It's been a bumpy road for Colorado cannabis businesses over the past couple of years as prices drop and competition increases and owners think it's time to revisit a handful of significant rules.
"Colorado was the nation's first state to legalize both medical and adult use. The first-ever regulatory model got a lot of things right, but it needs some critical updates," says Truman Bradley, executive director of Marijuana Industry Group. "It's still important to prioritize public safety, but after a decade of legal sales, it's time to look at some agnostic laws and rules that just don't make sense."
One of Colorado's largest cannabis trade groups, MIG, has convinced state senators Kevin Van Winkle and Julie Gonzales, as well as Representative William Lindstedt, to sponsor a bill that would "streamline" certain cannabis business regulations, according to Bradley, including recordkeeping, hiring practices, and license renewal. However, it would also remove more recent rules implemented by the Colorado Marijuana Enforcement Division, such as aspergillus mold testing and an upcoming labeling requirement for THC products that are made with remediated cannabis.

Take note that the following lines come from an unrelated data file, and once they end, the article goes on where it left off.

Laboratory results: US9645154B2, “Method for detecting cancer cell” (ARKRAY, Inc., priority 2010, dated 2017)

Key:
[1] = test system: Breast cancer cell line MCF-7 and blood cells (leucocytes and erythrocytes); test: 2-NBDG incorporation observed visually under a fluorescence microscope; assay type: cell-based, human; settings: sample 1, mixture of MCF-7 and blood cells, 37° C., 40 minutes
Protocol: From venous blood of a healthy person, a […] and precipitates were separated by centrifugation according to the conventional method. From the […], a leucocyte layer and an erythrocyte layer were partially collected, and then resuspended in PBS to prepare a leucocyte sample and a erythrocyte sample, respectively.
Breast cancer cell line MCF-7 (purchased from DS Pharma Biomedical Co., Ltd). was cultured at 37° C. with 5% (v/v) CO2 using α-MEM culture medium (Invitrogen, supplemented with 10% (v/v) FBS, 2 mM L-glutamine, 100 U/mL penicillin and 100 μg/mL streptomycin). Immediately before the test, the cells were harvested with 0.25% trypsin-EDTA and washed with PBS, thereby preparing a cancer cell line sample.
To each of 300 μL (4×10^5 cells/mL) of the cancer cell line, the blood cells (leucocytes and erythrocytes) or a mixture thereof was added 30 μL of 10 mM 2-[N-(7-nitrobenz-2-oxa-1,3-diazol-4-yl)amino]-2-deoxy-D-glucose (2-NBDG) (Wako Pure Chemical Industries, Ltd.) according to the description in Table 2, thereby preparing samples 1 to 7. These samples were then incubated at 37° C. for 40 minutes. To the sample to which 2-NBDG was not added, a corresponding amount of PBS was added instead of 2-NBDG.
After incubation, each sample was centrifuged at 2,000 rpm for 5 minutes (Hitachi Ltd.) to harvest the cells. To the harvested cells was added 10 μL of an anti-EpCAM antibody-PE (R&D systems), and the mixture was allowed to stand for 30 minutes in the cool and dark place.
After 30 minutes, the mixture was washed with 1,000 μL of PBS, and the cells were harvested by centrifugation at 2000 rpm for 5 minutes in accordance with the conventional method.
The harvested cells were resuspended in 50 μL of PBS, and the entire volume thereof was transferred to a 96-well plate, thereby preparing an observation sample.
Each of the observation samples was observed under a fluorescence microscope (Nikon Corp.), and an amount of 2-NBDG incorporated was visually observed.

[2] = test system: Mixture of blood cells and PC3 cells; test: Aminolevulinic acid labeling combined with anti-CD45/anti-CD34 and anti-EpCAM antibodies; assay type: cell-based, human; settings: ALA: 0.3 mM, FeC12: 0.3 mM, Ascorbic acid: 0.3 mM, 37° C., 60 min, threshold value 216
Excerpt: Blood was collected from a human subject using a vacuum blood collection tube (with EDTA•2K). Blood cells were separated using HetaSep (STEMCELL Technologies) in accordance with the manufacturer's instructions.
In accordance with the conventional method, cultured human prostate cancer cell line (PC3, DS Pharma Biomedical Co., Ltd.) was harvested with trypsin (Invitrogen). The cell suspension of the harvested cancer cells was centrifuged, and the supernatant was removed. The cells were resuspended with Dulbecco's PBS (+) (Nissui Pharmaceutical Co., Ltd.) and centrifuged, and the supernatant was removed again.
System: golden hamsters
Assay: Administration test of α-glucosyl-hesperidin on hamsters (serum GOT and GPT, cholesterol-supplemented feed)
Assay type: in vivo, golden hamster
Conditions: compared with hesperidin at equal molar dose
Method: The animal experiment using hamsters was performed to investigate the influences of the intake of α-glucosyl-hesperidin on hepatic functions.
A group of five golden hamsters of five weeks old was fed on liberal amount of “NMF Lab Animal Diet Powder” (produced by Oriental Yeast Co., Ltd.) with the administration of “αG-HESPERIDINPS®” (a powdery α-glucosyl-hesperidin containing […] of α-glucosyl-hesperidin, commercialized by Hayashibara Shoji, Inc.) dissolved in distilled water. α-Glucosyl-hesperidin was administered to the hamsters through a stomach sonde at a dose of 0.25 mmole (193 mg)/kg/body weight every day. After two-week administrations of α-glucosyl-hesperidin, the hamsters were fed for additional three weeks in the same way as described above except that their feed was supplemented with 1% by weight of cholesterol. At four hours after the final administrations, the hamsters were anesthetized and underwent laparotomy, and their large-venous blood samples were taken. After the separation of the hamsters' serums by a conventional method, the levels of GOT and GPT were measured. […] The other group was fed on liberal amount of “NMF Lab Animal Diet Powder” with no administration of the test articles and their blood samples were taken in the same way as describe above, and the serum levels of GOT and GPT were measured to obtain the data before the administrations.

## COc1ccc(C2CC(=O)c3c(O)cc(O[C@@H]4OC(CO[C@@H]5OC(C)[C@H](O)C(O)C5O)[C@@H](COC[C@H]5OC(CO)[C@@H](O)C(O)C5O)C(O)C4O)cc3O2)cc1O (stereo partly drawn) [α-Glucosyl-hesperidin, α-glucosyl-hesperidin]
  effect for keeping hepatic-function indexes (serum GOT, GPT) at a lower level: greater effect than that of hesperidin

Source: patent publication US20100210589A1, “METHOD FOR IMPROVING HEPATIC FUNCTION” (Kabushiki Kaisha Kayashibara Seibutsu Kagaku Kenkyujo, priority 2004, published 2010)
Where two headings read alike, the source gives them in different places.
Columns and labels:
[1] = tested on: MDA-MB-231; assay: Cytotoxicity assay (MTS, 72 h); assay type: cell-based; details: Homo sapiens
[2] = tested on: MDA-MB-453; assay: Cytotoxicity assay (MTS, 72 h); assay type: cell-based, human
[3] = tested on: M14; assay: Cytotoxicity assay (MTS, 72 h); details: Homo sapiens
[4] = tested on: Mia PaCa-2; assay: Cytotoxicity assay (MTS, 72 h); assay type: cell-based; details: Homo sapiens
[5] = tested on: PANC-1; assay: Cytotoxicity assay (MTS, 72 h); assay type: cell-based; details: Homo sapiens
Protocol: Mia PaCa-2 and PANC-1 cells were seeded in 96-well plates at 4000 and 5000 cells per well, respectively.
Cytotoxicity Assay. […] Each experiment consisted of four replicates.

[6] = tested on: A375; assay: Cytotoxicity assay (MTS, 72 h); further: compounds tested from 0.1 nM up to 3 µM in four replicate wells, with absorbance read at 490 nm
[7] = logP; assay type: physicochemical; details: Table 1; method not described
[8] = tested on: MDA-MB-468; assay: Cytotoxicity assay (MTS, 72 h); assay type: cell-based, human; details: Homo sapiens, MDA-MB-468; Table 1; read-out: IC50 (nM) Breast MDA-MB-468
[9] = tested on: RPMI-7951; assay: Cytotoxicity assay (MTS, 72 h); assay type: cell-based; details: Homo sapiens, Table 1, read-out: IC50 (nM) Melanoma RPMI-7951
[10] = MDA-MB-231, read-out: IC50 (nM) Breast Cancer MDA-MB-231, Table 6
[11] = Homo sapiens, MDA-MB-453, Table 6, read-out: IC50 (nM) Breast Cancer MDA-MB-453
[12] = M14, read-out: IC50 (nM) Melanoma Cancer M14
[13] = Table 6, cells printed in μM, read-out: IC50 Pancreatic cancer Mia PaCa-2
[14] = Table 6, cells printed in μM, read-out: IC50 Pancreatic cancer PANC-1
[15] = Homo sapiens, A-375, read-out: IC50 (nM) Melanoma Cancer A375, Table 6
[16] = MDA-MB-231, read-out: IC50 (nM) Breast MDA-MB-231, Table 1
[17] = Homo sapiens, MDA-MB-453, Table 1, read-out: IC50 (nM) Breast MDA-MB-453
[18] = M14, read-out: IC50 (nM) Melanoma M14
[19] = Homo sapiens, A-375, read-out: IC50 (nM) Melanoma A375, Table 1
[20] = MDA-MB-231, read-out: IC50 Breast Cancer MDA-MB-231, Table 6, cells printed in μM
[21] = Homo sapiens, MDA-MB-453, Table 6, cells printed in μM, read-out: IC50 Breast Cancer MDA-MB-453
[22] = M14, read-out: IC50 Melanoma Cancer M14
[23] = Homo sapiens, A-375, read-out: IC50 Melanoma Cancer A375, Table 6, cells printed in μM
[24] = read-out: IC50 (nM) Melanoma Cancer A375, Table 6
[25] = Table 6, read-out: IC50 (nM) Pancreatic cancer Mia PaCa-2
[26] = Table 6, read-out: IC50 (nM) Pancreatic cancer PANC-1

Introduced on January 22, Senate Bill 24-076 isn't the longest cannabis bill lawmakers have ever seen, but it could be one of the more impactful. On top of new business regulations and looser testing rules, SB 076 would allow dispensaries to sell consumable items that are not infused with THC, CBD, or other extracted cannabinoids, such as Gatorade, chips, and frozen food (but not alcohol or tobacco). The measure would also extend cannabis licensure from one year to two while keeping the fees the same.
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